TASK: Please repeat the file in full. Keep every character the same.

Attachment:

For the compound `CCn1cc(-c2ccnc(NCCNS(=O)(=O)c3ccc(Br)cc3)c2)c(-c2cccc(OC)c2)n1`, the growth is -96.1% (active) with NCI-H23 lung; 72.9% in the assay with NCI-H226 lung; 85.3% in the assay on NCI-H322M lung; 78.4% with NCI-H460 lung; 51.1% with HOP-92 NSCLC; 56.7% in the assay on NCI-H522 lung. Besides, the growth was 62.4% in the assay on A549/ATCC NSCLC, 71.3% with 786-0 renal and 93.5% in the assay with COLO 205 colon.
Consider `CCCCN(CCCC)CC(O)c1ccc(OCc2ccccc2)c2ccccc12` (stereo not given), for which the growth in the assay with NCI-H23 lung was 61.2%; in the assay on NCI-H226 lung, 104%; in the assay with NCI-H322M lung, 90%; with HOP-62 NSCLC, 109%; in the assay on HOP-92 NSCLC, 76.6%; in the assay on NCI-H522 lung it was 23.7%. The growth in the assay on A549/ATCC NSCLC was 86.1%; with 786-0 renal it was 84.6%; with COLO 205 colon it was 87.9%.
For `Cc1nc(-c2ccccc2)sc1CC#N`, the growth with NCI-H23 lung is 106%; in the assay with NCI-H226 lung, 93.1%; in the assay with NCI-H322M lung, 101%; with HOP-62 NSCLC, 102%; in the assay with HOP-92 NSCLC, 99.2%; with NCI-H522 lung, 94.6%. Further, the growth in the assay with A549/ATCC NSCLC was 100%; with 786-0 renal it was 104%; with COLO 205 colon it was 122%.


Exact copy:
For the compound `CCn1cc(-c2ccnc(NCCNS(=O)(=O)c3ccc(Br)cc3)c2)c(-c2cccc(OC)c2)n1`, the growth is -96.1% (active) with NCI-H23 lung; 72.9% in the assay with NCI-H226 lung; 85.3% in the assay on NCI-H322M lung; 78.4% with NCI-H460 lung; 51.1% with HOP-92 NSCLC; 56.7% in the assay on NCI-H522 lung. Besides, the growth was 62.4% in the assay on A549/ATCC NSCLC, 71.3% with 786-0 renal and 93.5% in the assay with COLO 205 colon.
Consider `CCCCN(CCCC)CC(O)c1ccc(OCc2ccccc2)c2ccccc12` (stereo not given), for which the growth in the assay with NCI-H23 lung was 61.2%; in the assay on NCI-H226 lung, 104%; in the assay with NCI-H322M lung, 90%; with HOP-62 NSCLC, 109%; in the assay on HOP-92 NSCLC, 76.6%; in the assay on NCI-H522 lung it was 23.7%. The growth in the assay on A549/ATCC NSCLC was 86.1%; with 786-0 renal it was 84.6%; with COLO 205 colon it was 87.9%.
For `Cc1nc(-c2ccccc2)sc1CC#N`, the growth with NCI-H23 lung is 106%; in the assay with NCI-H226 lung, 93.1%; in the assay with NCI-H322M lung, 101%; with HOP-62 NSCLC, 102%; in the assay with HOP-92 NSCLC, 99.2%; with NCI-H522 lung, 94.6%. Further, the growth in the assay with A549/ATCC NSCLC was 100%; with 786-0 renal it was 104%; with COLO 205 colon it was 122%.